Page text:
Rebreather Diving – SISAC 0833


Rebreather Diving

Rebreather divers are a more common sight at dive locations than in previous years. If you’ve been diving recently you will have noticed just how many divers are using a rebreather. From the rather rare item of a few years ago to the plethora of types and manufacturers available now. Some will also have been modified by adding to the system or maybe replacing the case or frame.

So what’s the deal.

The upsides are:

One of the most significant advantages of fully closed circuit diving is the massive increase in gas efficiency. Using smaller cylinders, less visits to the filling station and cheaper fills (particularly when using Trimix)… Open circuit SCUBA (air or mixed gas) is extremely wasteful of gas.

Much greater bottom time (dependent on depth). With a closed-circuit rebreather, bottom times are probably more limited by your endurance than the gas you are carrying. Typicall three hours at 20mtrs and no deco required.

A closed-circuit rebreather doesn’t make bubbles. The fish feel more comfortable around you and you can more clearly hear the subtle sounds of the sea. You are more at one with the underwater environment.

With a closed-circuit system, you can go deeper and stay down longer. The system monitors and manages the gas mixture that you are breathing at any given depth. Ensuring you are getting the optimum oxygen at the current pressure. Also mixing in nitrogen and inert gasses (helium, neon, xenon, etc.) for everything else. These advantages deminish with greater depths but are again advantageous in the decompression phase.

Since you are re-breathing the gas that has already been through your lungs (with a tiny amount of O2 added) your breath is a moister, warmer mixture so you are much less likely to get the typical ‘dry mouth’ that maybe an issue when breathing air directly from the tank.

That said, there some significant disadvantages to Rebreathers

Rebreathers are technical gear, and require special training to use safely,training beyond that experienced during traditional SCUBA qualification. Expect to pay around £750 for the initial qualification. A further cost is required for each of the subsequent Nitrox, Trimix etc. Courses……….yep, expensive. On successful completion of your training you will be given a unique RB number. This number will be required prior to purchasing any RB or for spares associated with it.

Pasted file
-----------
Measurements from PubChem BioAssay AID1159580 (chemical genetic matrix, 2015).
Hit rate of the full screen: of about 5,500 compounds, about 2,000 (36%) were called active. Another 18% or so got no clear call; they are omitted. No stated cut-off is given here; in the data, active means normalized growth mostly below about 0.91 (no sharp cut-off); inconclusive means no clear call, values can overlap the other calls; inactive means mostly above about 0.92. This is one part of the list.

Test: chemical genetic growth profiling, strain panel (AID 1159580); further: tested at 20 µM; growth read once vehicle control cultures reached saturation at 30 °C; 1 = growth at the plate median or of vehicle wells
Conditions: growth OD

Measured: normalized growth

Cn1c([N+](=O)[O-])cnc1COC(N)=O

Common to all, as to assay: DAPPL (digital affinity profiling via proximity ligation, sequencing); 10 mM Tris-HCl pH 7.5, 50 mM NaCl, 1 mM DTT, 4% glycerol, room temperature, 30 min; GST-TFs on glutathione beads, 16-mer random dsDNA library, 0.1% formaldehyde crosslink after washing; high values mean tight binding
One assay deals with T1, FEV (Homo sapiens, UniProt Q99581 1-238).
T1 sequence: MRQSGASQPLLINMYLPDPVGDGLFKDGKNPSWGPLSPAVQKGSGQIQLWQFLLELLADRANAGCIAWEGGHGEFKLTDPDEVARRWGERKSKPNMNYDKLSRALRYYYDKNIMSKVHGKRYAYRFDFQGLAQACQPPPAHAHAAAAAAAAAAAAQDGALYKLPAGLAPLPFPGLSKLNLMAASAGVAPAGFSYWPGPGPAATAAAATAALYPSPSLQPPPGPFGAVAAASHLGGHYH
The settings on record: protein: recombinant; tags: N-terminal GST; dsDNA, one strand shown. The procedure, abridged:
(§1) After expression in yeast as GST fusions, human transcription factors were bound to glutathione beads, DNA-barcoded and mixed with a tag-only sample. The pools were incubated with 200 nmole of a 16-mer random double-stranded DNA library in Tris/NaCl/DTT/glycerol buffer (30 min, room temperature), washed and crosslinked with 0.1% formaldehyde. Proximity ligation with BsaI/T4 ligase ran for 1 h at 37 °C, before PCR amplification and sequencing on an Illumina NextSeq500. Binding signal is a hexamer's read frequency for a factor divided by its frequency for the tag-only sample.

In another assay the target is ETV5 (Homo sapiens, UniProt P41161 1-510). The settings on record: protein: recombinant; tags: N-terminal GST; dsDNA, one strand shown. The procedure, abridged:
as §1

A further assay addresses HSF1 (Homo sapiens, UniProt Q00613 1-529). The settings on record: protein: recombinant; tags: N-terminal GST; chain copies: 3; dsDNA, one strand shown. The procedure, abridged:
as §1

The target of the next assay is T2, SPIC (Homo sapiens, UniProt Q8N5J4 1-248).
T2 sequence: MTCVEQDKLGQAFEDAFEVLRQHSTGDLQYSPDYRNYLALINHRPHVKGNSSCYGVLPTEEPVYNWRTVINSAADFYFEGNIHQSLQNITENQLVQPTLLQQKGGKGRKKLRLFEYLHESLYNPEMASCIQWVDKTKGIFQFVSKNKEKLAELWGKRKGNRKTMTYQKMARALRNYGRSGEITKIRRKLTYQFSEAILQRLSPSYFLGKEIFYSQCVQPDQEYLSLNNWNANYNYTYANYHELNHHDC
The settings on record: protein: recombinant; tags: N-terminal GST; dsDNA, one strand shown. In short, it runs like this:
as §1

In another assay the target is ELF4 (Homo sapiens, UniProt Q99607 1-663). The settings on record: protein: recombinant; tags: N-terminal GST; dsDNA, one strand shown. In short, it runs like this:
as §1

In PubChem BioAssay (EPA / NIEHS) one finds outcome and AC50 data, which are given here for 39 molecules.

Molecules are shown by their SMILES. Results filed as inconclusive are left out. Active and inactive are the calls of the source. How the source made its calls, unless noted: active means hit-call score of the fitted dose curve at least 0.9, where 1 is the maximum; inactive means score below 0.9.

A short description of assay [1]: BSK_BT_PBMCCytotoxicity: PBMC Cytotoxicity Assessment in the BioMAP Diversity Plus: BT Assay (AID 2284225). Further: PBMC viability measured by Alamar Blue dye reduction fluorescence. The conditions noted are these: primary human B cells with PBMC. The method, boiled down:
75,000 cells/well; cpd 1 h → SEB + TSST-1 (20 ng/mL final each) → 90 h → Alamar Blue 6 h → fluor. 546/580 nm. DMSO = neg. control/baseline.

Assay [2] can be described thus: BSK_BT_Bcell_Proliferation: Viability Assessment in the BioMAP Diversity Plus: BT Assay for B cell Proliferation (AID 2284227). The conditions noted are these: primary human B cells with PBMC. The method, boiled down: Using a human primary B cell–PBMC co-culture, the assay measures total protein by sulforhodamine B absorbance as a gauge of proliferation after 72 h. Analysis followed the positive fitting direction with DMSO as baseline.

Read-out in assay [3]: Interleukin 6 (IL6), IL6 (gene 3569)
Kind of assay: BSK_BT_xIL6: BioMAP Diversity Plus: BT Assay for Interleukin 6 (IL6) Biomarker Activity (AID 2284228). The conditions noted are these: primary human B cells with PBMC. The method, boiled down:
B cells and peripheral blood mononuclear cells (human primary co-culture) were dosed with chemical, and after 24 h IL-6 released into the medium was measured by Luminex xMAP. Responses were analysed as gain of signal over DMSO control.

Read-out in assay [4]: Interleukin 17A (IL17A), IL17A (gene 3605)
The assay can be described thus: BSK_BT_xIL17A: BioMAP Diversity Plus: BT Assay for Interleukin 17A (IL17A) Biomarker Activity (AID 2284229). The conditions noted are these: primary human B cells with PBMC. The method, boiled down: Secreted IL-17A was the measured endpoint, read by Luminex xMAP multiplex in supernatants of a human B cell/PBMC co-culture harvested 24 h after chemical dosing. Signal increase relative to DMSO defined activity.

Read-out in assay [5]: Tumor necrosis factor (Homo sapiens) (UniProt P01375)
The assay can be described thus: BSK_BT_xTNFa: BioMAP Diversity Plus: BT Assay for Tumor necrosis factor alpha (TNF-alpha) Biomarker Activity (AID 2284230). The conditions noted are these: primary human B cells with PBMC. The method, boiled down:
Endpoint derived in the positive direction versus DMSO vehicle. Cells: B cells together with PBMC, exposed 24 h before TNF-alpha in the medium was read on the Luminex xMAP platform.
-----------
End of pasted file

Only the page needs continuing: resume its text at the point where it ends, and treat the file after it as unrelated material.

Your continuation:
A rebreather unit is also expensive, typically around £5000 to £8000 and like buying a car the extras can add up to several thousand more, and I would regard some of these “extras” as essentials.

Since rebreathers are complex pieces of equipment. They require careful maintenance and setup, this can extend on site prep time.

The gases used in technical diving are often more expensive than standard air or Nitrox mixes, and can be impossible to find in remote locations.

In addition to gasses, rebreathers require a ‘scrubber’ chemical, normally know as sofnolime, (or kitty litter due to its appearance). Sofnolime removes the excess CO2 from the breathing loop and must be replaced after a few hours of use. The scubber duration may be extended when diving in warmer waters and/or using a scrubber monitor.

Unlike open circuit, boyancy can’t be fine tuned by adjusting the content of air/gas in the lungs as on a rebreather the breathing gas is merely moved from the lungs to the counterlungs so no change in boyancy, something that can take a bit of getting used to when first getting to grips with a RB.

Because rebreathers have limited gas (usually 2 or 3 litre bottles) a bailout cylinder(s) maybe carried and are expected for deeper Trimix dives.


Rebreathers have in the past had a bad reputation, phrases like “yellow box of death” however I have been using a rebreather for a serious number of years and it has never let me down, in short it’s cleverer than I am. Just like anything in diving, you need to know what you are doing and look after the equipment you use.

Rebreathers come in various guises, manual or Kiss ( keep it simple stupid ), semi closed active and passive, oxygen and of course full electronic. Whilst most choose the full electronic version, it is important to understand the different characteristics and costs before making a final decision.

With the application of common sense, diving (sometimes call flying) a rebreather is a fantastic way to dive and I recommend it.

Keith Cairey

Find out more by contacting the Training Officer and reviewing the following information.

Rebreather Try Dives available for qualified divers.

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